Symbolism Exhibit at Palazzo Reale in Milan
One cannot truly understand a culture until they have visited the museums, which aim to represent it. Such is the significance of Italy’s art museums.
In Italy, there are a plethora: from the massive Uffizi in Florence, to the quaint Scrovegni Chapel in Padua, the majestic Palazzo Reale in Milan or the inimitable Musei Vatican in Rome. Nevertheless, one will never be short of art museums in Italy.
From February 3rd until June 5th, 2016, the Palazzo Reale in Milan will host Symbolism. European Art from the Belle Époque to the Great War. The exhibition is dedicated to art between the late nineteenth and early twentieth centuries.
With more than 2,000 square meters of exhibition surface area and 24 rooms, the exhibit aims to compare the Italian Symbolists with those from other countries. On display are a total of 100 paintings, sculptures and prints, which represent Symbolism’s ambiguous meanings, origins and future.
As Filippo del Corno, Councilor for Culture wrote, “These fascinating works of stunning beauty will accompany the visitors to the show, leading them along a path filled with marvelous creations made by artists who chose to embrace the Symbolist movement”.
In art, many spectators confuse symbolism and allegory. Allegory is used mainly in literature while symbolism was a movement in a society dominated by the prevalence of quantity. One of the most transcendent works of literary symbolism and allegory is Baudelaire’s, Flowers of Evil. The poetry of Baudelaire was in tension with the rise of modernity. Such is the animosity seeping through his words, “What is this romanticism of modern life? It is the air of nostalgia that drifts over Europe’s major cities”.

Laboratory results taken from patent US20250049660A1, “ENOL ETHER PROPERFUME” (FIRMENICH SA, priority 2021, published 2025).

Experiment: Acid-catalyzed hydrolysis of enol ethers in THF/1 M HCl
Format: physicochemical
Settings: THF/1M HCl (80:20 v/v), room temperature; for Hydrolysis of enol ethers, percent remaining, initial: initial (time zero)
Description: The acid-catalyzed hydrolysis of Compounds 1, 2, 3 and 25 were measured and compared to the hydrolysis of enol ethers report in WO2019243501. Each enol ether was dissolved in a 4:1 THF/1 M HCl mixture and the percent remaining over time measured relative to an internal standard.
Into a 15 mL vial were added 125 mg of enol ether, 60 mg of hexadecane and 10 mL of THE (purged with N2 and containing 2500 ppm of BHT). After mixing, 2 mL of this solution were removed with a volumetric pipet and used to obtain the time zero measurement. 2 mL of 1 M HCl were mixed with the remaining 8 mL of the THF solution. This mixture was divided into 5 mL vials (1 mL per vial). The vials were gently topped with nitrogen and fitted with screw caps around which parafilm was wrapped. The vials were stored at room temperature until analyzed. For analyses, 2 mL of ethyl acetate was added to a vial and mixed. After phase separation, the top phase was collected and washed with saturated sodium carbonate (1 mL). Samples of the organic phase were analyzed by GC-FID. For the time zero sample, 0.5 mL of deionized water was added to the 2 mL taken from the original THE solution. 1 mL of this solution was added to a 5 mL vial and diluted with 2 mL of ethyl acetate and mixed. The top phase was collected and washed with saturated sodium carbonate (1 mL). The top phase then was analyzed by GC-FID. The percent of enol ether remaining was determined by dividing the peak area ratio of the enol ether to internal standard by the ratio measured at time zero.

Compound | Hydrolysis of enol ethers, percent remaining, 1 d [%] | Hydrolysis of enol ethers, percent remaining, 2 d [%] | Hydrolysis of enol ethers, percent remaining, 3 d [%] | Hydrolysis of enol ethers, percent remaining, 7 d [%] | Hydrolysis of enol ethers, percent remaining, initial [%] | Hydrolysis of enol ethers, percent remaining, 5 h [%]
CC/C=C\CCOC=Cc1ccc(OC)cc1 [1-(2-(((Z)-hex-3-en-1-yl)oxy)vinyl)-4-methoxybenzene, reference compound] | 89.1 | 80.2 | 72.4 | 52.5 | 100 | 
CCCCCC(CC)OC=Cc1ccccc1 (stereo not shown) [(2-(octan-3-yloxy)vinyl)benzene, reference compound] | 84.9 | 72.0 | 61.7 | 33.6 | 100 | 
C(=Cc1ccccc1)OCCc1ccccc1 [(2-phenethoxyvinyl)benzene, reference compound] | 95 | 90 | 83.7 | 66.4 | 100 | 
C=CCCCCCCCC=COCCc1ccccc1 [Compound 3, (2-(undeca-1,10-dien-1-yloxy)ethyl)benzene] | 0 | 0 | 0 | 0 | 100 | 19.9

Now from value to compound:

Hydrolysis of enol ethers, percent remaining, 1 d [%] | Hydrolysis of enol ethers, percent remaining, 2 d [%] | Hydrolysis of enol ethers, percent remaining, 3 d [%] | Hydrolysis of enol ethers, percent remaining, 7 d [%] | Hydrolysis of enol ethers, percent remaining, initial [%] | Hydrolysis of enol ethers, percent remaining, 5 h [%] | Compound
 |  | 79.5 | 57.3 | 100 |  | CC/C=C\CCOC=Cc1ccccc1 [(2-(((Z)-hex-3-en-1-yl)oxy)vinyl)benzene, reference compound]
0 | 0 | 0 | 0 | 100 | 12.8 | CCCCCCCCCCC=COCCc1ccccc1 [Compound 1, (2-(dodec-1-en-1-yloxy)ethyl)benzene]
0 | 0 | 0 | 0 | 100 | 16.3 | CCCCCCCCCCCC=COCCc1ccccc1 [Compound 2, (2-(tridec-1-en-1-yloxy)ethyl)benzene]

At the core of Baudelaire’s vernacular is rejection, which defines Symbolism as the three frustrations and rejections of the human condition: frustration generated, historically by Copernicus (Man is no longer the center of the universe), Darwin (Man is not the accomplishment of evolution), and Freud (Man is incapable, by nature, of dominating his inner drives).
For the first time in Italy, the exhibition presents a variety of the most important pieces during the Symbolist movement. Notable paintings include:
Caresses (Art), (1896) by Fernand Khnopff. This 50.5×151 cm, oil on canvas, masterpiece depicts the half-cheetah, half-woman caressing the face and torso of a man. The man has an impassive expression on his face, almost as if he has accepted his fate of being embraced by the woman, leaning into her, while the woman displays a blissful almost imperious expression. Many believe Khnopff was depicting the story of Oedipus and the Sphinx. Yet, the domination, beauty, ambiguity and seduction in relation to women were pervasive themes throughout the Symbolist movement. In Caresses, Khnopff offers an endless amount of perceptions and interpretations, yet one cannot leave without the imageries of power, domination and seduction.
Procession of the Princesses, (1914) by Vittorio Zecchin. (From the cycle panel the Arabian Nights) This 171×143 cm, oil and gilded plaster on canvas, displays an explosion of color allowing the spectator’s eye to move in a procession not only with the figures, but most importantly with the colors.
Symbolism stretched across Europe by various languages and sensibilities: In Poland and in Finland there was a return to the myth in a national tone, in Austria artists explored the powers of the subconscious, while in Italy the energy of light, as expressed in the division technique, paved the way for the Futurism movement. Therefore, the art museums Italy has to offer provide an inimitable experience.
Article by Mia Rose Tassone
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